Plasmodium knowlesi in humans, macaques and mosquitoes in peninsular MalaysiaReportar como inadecuado

Plasmodium knowlesi in humans, macaques and mosquitoes in peninsular Malaysia - Descarga este documento en PDF. Documentación en PDF para descargar gratis. Disponible también para leer online.

Parasites and Vectors

, 1:26

First Online: 19 August 2008Received: 10 July 2008Accepted: 19 August 2008


BackgroundSince a large focus of human infection with Plasmodium knowlesi, a simian malaria parasite naturally found in long-tailed and pig tailed macaques, was reported in Sarawak, Malaysian Borneo, it was pertinent to study the situation in peninsular Malaysia. A study was thus initiated to screen human cases of Plasmodium malariae using molecular techniques, to determine the presence of P. knowlesi in non- human primates and to elucidate its vectors.

MethodsNested polymerase chain reaction PCR was used to identify all Plasmodium species present in the human blood samples sent to the Parasitology laboratory of Institute for Medical Research. At the same time, non-human primates were also screened for malaria parasites and nested PCR was carried out to determine the presence of P. knowlesi. Mosquitoes were collected from Pahang by human landing collection and monkey-baited-traps situated on three different levels. All mosquitoes were identified and salivary glands and midguts of anopheline mosquitoes were dissected to determine the presence of malaria parasites and nested PCR was carried out on positive glands. Sequencing of the csp genes were carried on P. knowlesi samples from humans, monkeys and mosquitoes, positive by PCR.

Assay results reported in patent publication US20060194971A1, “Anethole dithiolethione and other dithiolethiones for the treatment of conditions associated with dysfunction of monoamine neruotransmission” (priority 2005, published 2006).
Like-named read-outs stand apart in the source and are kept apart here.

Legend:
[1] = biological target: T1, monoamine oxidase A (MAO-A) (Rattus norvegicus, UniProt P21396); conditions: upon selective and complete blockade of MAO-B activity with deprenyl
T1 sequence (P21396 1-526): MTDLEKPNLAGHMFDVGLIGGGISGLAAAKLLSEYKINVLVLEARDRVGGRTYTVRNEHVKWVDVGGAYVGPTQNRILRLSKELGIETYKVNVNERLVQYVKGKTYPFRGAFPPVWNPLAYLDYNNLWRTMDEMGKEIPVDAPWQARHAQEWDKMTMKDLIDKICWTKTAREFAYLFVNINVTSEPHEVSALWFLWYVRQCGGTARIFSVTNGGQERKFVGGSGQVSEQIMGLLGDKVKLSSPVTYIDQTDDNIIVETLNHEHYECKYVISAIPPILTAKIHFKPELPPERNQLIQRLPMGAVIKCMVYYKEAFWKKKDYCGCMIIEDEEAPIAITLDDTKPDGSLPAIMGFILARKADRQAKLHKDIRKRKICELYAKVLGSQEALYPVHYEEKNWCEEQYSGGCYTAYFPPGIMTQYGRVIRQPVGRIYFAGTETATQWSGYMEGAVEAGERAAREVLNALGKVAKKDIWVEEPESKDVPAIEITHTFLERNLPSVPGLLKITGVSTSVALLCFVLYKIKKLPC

Results and DiscussionPlasmodium knowlesi was detected in 77 69.37% of the 111 human samples, 10 6.90% of the 145 monkey blood and in 2 1.7% Anopheles cracens. Sequence of the csp gene clustered with other P. knowlesi isolates.

ConclusionHuman infection with Plasmodium knowlesi is occurring in most states of peninsular Malaysia. An. cracens is the main vector. Economic exploitation of the forest is perhaps bringing monkeys, mosquitoes and humans into increased contact. A single bite from a mosquito infected with P. knowlesi is sufficient to introduce the parasite to humans. Thus, this zoonotic transmission has to be considered in the future planning of malaria control.

Electronic supplementary materialThe online version of this article doi:10.1186-1756-3305-1-26 contains supplementary material, which is available to authorized users.

Download fulltext PDF

Autor: Indra Vythilingam - Yusuf M NoorAzian - Tan Cheong Huat - Adela Ida Jiram - Yusof M Yusri - Abdul H Azahari - Ismail N


Documentos relacionados